I am surprised by this list. Tree and triangle are both tricky poses to get right on your own. Without focus on form and correction you aren't going to get the benefit of the stretch. If this is for beginner's why not mention modifications like foot to calf for tree. I would add forward fold and child's pose if I could expand this list. Report
Yay! I started with a beginner's class through our community college in November 2015. After that class, I joined a yoga studio in January. I tried out 3 different classes to find which fit, certainly not yoga 2. I've maintained much of my flexibility since ballet as a kid, so that wasn't much of an issue. However, at the age of 63 having retired from a desk job, I'd lost a lot of strength and balance, both really necessary to us older folks. In my morning yoga class, we do all of these poses, some of us having to modify them as encouraged by our instructor. For Tree, we can place one foot on the other ankle and hang onto a wall if we need to. We have other people my age in class, including a fellow with Parkinson's and 2 women in foot braces. in addition to the strength and balance I'm gaining, I've pretty much eliminated my back pain and my knees are better than when I did physical therapy. By the way, I'm no skinny minnie either! Report
Mountain I can do. The rest... ain't gonna happen. Report
use fulinformation Report
These aren't beginners poses. And they are not for people who are older or who have some physical ailments. Report
Excellent article! I am 70 and with some minor adjustments, I was able to do them all - Plank is the hardest for me (I can't do push-ups either) and in Tree I have to place my foot just below the knee, but they are great for flexibility and balance! Report
These are good ones to know but, some of them you don't have to 'MASTER' to enjoy yoga. Report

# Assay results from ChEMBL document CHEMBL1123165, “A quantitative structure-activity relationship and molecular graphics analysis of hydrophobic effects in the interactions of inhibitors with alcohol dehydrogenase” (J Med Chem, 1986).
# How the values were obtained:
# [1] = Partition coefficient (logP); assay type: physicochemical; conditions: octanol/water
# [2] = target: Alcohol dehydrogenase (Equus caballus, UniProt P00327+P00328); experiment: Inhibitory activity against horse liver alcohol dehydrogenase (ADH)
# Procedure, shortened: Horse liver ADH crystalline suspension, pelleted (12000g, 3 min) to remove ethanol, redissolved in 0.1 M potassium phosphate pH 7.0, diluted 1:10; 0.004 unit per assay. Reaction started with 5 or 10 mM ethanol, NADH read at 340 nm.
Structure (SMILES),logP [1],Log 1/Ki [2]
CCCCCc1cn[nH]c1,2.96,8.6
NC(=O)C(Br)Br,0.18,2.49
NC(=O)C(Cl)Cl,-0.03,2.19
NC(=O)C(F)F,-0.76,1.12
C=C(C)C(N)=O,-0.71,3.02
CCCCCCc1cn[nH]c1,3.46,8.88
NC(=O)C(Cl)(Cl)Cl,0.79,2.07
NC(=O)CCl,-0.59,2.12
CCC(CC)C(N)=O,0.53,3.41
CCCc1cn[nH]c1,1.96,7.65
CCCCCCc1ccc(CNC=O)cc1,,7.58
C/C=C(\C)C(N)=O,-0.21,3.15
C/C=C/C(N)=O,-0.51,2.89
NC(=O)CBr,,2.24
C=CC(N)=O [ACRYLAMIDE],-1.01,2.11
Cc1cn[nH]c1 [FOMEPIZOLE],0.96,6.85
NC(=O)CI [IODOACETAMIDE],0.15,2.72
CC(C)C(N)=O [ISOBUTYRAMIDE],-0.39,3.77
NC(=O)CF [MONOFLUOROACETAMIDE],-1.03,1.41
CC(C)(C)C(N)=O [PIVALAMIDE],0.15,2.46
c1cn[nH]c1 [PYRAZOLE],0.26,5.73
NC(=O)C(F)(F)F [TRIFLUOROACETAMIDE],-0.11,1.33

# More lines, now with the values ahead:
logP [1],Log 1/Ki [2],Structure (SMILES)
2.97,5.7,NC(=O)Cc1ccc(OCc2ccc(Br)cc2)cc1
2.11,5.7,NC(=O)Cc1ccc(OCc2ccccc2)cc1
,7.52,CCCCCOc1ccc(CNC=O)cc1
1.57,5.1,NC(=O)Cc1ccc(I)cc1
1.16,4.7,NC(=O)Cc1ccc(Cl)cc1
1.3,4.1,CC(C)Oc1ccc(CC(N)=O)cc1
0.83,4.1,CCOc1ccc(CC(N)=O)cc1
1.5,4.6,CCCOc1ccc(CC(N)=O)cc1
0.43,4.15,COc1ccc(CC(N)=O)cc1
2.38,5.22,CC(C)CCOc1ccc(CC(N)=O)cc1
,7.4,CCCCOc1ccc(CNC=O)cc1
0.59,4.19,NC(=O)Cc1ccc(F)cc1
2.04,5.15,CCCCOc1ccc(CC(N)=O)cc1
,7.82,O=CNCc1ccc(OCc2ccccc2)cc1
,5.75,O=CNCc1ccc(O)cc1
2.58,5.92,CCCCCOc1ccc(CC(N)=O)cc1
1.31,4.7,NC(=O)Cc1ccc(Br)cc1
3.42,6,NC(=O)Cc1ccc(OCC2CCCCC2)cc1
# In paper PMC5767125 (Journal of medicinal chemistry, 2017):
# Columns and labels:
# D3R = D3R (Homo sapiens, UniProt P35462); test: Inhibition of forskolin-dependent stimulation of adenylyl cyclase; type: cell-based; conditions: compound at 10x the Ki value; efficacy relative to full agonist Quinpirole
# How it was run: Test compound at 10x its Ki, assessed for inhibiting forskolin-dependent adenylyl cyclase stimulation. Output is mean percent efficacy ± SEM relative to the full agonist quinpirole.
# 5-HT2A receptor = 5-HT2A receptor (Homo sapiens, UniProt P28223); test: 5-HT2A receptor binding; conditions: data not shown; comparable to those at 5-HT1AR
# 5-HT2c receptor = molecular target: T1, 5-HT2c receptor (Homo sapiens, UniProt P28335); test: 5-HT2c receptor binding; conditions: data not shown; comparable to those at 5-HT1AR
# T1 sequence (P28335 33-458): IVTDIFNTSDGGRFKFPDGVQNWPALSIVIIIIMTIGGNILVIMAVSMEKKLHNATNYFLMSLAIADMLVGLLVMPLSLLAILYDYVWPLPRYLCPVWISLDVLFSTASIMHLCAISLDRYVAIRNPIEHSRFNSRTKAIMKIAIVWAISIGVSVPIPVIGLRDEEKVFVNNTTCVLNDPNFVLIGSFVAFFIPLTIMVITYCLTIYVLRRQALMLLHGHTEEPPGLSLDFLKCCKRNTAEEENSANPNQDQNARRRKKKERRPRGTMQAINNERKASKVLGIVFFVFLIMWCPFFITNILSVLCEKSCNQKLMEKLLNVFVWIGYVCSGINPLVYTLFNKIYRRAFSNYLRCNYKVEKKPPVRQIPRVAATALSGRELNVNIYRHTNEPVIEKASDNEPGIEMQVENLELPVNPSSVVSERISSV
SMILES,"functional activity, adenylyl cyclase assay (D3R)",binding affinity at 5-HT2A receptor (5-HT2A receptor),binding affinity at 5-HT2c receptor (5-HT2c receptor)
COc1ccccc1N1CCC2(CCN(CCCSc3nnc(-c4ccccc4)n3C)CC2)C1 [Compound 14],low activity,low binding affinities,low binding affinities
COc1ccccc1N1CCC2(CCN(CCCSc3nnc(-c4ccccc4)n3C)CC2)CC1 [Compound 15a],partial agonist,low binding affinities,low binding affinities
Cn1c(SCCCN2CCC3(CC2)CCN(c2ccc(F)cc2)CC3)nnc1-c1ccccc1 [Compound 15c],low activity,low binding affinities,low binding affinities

I just started doing yoga (day 4) and I'm actually feeling a little more flexible. I hate to admit it but I've been feeling old in the body. When I wake up, putting on my pants standing up was not that easy :(
I would put one leg in then try to balance while "fishing" around with my other leg trying to shoot it through the other pant leg quickly before losing my balance. This morning I woke up and just bending over to put my pants on the first leg was so much easier. When I went for the second leg, I lifted it and brought the pants up, when I lifted my knee up it just went in without that effort before?!! REALLY?! In only 4 days!!!I like that!!!! The video I am doing has the first 3 poses. My chest feels more open, breathing more full and deep :) Report
I'd like to thank the author for this article. I am an intermediate yoga practitioner. All of the poses listed above are what our Hatha Yoga instructor introduced to us 6 years ago when we were just beginners. The goal when starting anything new is to start small doing what you can while gaining increased flexibility (and confidence) as you continue to practice. With an experienced instructor in the room, beginners can do all of the above poses - even if they have to modify. Report
I have done yoga for many years and only the first pose is for beginners. If you have esophageal reflux, downward facing dog could cause acid to back up your throat. The tree pose is shown as the most advanced way to do it. Many yoga teachers show this pose for a beginner with the foot on your ankle and your hand or fingers on the wall. Does anyone read these articles before they are put on line? Report
hahahhaaaaaaaaaaaaa I can do the first one, but haven't been able to do any of the others for like....30 years??? LOLOLOLOL Report
I do most of these during the week. I practice yoga to maintain my posture and peace of mind. The only yoga positions I have problems with are kneeling . Since my knees were replaced that is painful for me.

I can do all but the last which I will never be able to do without breaking a bone. My balance is awful. Report
LOL...seriously? I can do the first one. After than, no way, no how! Can we get serious about beginning Yoga? Report
Sorry but I think this is an oversipmplification of yoga. Some of these are difficult poses that only a more experienced yogi can do safely. I think this is misleading. Report
Can we get real? Those poses are not for beginners, except maybe the first one. And certainly not for people who have limited mobility or not flexible. I'm glad I don't do yoga. I'd be in physical therapy for the rest of my life. Report
I need to work on my flexibility! My "tree" was in danger of toppling over. LOL! Report
I'm surprised that Child's Pose wasn't on here instead of Tree. I feel like I'm too big to do the Tree pose because I can't get my foot on my inner thigh and get it to stay there. Report
Thank you for the great article! I love how you walked us through how to do the poses. i heart you! Report